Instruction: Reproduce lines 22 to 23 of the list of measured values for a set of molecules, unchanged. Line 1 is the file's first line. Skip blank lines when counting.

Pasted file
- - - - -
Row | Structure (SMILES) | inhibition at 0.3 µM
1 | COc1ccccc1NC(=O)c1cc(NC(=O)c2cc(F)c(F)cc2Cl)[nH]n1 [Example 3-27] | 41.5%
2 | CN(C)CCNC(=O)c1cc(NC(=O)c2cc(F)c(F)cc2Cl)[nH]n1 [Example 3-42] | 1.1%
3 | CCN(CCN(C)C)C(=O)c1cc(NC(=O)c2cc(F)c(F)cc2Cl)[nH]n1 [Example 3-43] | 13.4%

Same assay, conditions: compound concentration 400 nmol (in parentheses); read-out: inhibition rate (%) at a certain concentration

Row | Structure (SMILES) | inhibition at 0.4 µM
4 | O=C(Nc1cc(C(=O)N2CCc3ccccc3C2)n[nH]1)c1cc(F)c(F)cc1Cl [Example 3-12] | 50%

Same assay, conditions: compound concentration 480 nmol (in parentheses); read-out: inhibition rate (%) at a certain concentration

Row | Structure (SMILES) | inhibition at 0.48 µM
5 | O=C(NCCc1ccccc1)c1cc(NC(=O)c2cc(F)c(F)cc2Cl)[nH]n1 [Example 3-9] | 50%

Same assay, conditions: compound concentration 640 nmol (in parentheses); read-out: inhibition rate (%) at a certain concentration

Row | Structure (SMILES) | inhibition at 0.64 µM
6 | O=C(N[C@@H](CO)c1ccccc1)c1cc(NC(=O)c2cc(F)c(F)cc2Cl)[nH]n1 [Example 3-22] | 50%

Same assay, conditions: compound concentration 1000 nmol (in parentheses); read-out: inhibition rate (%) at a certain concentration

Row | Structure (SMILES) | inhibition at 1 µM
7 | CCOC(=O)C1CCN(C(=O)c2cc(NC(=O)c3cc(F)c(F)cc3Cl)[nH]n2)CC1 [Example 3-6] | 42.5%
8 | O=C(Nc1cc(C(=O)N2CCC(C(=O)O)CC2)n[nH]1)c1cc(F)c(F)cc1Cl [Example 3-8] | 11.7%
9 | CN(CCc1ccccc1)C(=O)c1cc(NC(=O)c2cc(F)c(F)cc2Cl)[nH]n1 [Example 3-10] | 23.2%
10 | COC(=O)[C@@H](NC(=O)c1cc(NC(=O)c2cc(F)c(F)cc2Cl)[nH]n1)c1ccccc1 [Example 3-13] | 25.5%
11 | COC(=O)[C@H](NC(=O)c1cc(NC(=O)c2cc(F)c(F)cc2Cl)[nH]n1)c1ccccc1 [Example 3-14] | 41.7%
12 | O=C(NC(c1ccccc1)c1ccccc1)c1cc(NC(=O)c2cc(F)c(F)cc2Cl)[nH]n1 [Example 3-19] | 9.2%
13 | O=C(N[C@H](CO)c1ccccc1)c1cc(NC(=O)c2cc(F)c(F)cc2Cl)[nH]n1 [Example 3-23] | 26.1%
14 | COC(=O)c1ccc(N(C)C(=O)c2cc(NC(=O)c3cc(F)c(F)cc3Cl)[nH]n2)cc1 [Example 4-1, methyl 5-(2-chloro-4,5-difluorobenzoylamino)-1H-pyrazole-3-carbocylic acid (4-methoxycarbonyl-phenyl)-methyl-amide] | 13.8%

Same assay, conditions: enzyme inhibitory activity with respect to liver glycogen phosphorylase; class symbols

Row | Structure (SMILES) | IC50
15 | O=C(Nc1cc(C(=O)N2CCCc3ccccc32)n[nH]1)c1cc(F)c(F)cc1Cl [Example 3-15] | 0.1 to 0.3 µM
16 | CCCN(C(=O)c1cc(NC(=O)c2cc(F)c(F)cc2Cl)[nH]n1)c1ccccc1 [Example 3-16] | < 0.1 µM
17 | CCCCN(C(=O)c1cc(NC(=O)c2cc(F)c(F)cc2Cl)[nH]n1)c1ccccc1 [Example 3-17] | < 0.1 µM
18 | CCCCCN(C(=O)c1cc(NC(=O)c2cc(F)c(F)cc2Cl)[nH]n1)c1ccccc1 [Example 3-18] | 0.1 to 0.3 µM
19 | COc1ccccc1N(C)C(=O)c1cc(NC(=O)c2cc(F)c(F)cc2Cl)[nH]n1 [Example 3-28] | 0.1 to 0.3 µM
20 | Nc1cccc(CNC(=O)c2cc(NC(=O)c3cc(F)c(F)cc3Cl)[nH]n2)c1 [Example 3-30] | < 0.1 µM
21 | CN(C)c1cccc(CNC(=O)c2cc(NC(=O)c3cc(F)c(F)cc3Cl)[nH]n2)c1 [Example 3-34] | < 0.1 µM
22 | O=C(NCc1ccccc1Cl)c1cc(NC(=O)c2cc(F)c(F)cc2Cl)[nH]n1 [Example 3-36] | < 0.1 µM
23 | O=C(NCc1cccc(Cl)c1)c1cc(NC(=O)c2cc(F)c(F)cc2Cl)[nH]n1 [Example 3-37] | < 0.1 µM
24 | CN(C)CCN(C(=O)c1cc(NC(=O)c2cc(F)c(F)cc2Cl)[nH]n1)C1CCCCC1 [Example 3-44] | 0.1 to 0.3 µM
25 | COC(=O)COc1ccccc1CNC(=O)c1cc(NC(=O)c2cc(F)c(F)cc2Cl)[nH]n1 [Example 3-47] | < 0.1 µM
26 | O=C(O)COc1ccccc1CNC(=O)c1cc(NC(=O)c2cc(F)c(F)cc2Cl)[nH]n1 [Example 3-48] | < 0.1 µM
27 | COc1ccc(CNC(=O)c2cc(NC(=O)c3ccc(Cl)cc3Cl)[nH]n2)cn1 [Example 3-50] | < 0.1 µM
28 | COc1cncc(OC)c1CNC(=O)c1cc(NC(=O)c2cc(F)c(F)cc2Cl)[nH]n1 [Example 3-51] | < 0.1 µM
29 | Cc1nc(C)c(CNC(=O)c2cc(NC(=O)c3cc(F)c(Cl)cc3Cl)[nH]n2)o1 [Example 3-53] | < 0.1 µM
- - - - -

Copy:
13 | O=C(N[C@H](CO)c1ccccc1)c1cc(NC(=O)c2cc(F)c(F)cc2Cl)[nH]n1 [Example 3-23] | 26.1%
14 | COC(=O)c1ccc(N(C)C(=O)c2cc(NC(=O)c3cc(F)c(F)cc3Cl)[nH]n2)cc1 [Example 4-1, methyl 5-(2-chloro-4,5-difluorobenzoylamino)-1H-pyrazole-3-carbocylic acid (4-methoxycarbonyl-phenyl)-methyl-amide] | 13.8%